Vice President Joe Biden says he can't think of any good reasons not to seek the presidential nomination in 2016.
"There may be reasons I don't run, but there's no obvious reason for me why I think I should not run," Biden told CNN's
Kate Bouldan Friday.
He joked that being able to once again drive his Corvette is a reason not to run, but that "realistically" he plans to make a decision by summer 2015 whether he'll run for the presidency.
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If Biden chooses to run, he could face a tough battle against former Secretary of State Hillary Clinton, who places at the top of most polls, including over potential Republican candidates. According to a recent Washington Post/ABC poll,
Biden placed a distant second to Clinton, 73 percent to 12 percent.
Biden told Bouldan that the decision will be determined by whether or not he is the "best qualified person" to run.
"That doesn't mean I'm the only guy that can do it," Biden said. "But if no one else, I think, can, and I think I can, then I'd run. If I don't, I won't."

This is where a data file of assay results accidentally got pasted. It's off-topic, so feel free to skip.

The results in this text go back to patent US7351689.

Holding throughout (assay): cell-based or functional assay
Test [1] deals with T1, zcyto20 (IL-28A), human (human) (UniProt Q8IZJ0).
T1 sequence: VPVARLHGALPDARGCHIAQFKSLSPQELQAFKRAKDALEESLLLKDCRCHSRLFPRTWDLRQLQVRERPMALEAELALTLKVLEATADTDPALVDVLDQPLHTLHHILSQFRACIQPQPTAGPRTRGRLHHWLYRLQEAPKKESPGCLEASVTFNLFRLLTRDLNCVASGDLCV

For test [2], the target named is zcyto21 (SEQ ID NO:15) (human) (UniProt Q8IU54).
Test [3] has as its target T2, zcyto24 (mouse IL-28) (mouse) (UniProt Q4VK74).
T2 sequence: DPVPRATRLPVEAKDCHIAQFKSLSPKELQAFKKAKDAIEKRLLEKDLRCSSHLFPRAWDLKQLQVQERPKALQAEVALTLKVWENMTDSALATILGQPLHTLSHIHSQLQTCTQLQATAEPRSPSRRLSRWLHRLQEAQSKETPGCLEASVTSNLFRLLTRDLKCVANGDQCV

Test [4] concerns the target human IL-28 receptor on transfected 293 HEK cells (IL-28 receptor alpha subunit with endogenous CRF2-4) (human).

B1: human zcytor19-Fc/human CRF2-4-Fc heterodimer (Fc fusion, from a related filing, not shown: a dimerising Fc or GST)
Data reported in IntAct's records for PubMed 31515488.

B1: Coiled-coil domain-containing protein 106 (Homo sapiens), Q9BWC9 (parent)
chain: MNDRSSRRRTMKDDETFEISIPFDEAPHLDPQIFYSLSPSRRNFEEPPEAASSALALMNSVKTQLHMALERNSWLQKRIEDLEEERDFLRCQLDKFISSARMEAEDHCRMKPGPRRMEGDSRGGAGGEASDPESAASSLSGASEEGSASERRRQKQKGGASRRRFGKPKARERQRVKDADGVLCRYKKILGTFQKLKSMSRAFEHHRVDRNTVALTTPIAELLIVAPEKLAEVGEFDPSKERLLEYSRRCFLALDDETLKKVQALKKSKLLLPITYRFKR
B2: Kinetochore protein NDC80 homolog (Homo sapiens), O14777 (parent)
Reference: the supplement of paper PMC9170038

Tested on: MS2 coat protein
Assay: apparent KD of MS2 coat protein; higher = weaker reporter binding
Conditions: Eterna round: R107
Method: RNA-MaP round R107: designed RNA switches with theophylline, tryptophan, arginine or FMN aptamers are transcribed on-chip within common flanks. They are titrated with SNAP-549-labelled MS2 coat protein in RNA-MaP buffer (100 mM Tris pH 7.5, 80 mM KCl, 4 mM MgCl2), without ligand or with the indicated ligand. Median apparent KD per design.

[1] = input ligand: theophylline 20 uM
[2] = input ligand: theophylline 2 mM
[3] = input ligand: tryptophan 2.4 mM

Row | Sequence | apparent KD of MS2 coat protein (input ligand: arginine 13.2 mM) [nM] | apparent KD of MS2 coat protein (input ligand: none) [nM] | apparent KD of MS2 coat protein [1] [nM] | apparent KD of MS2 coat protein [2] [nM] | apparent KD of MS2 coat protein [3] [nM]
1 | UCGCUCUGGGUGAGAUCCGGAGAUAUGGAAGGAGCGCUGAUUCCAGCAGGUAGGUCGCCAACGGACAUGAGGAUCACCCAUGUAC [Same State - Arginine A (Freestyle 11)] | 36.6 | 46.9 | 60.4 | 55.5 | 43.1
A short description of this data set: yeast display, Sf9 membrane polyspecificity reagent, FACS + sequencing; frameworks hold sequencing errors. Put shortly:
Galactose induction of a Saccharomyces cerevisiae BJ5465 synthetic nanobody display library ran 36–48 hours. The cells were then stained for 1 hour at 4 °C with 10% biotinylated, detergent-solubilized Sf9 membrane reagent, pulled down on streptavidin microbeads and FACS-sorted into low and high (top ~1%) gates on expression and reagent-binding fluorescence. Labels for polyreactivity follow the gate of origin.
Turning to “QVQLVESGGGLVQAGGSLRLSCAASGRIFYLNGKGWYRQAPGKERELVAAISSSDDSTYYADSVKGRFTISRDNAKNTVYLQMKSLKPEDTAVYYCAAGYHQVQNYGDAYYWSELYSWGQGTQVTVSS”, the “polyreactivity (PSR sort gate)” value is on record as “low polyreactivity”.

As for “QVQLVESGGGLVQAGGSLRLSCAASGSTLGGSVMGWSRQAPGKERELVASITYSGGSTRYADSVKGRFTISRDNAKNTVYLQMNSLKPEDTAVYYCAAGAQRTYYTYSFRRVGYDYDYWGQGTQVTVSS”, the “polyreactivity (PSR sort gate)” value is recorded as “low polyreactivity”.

Biden is on the road to push President Barack Obama's "year of action" promised in the State of the Union address, and has been assigned by the president to develop a task force in the next six months to reform federal job training programs.
“The income inequity in this country is profound. The middle class is shrinking,” Biden said earlier this week.
However, immigration reform is overshadowing the focus on the middle class, CNN reports, with House Speaker John Boehner Thursday saying immigration reform is unlikely this year because his caucus doesn't trust Obama.
Biden said that he still believes immigration reform is possible and that he believes Boehner is "under a great deal of pressure from the right."
"I think no matter what we said, it would impact the internal dynamic and politics in the Republican Caucus. We should let them figure their caucus out," he said.
Meanwhile, Biden said that it's clearly "not our preference" to pass a bill that falls short of offering a pathway to citizenship.
"Any bill that passes out of the House has to go through a conference committee with the Senate, which passed overwhelmingly a pathway to citizenship," Biden said.
Such issues may have an impact on this Fall's elections, with Democrats worried about how the botched Obamacare rollout will affect them at the ballots.
But that doesn't mean Obama or he will stay out of the fall races, said Biden.
"There are some places the president is considerably more popular than I am, but there's some places where I can go in and the president can't. There are some places where it makes no sense for me to go in or for the president to go in,” said Biden, noting that he remains "truly optimistic" about Democrats' chances.
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